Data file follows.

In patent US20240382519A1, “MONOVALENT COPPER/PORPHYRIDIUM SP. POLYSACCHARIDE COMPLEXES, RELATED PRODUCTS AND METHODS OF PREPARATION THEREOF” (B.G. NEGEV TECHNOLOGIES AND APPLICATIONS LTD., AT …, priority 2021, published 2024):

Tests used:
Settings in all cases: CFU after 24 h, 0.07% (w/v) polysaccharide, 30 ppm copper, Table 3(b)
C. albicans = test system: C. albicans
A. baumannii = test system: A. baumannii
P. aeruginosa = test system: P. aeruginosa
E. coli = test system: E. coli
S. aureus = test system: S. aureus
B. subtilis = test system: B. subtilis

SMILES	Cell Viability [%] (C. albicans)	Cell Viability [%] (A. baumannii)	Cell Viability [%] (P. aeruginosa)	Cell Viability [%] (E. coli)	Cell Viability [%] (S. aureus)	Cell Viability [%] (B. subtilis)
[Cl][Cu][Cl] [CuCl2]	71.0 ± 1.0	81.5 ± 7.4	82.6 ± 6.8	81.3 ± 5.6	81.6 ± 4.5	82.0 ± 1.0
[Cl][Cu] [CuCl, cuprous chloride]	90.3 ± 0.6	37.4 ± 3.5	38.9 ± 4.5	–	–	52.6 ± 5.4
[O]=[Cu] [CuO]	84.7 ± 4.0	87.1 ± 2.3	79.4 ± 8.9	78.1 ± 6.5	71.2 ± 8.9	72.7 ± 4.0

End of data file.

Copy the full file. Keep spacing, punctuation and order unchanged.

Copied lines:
In patent US20240382519A1, “MONOVALENT COPPER/PORPHYRIDIUM SP. POLYSACCHARIDE COMPLEXES, RELATED PRODUCTS AND METHODS OF PREPARATION THEREOF” (B.G. NEGEV TECHNOLOGIES AND APPLICATIONS LTD., AT …, priority 2021, published 2024):

Tests used:
Settings in all cases: CFU after 24 h, 0.07% (w/v) polysaccharide, 30 ppm copper, Table 3(b)
C. albicans = test system: C. albicans
A. baumannii = test system: A. baumannii
P. aeruginosa = test system: P. aeruginosa
E. coli = test system: E. coli
S. aureus = test system: S. aureus
B. subtilis = test system: B. subtilis

SMILES	Cell Viability [%] (C. albicans)	Cell Viability [%] (A. baumannii)	Cell Viability [%] (P. aeruginosa)	Cell Viability [%] (E. coli)	Cell Viability [%] (S. aureus)	Cell Viability [%] (B. subtilis)
[Cl][Cu][Cl] [CuCl2]	71.0 ± 1.0	81.5 ± 7.4	82.6 ± 6.8	81.3 ± 5.6	81.6 ± 4.5	82.0 ± 1.0
[Cl][Cu] [CuCl, cuprous chloride]	90.3 ± 0.6	37.4 ± 3.5	38.9 ± 4.5	–	–	52.6 ± 5.4
[O]=[Cu] [CuO]	84.7 ± 4.0	87.1 ± 2.3	79.4 ± 8.9	78.1 ± 6.5	71.2 ± 8.9	72.7 ± 4.0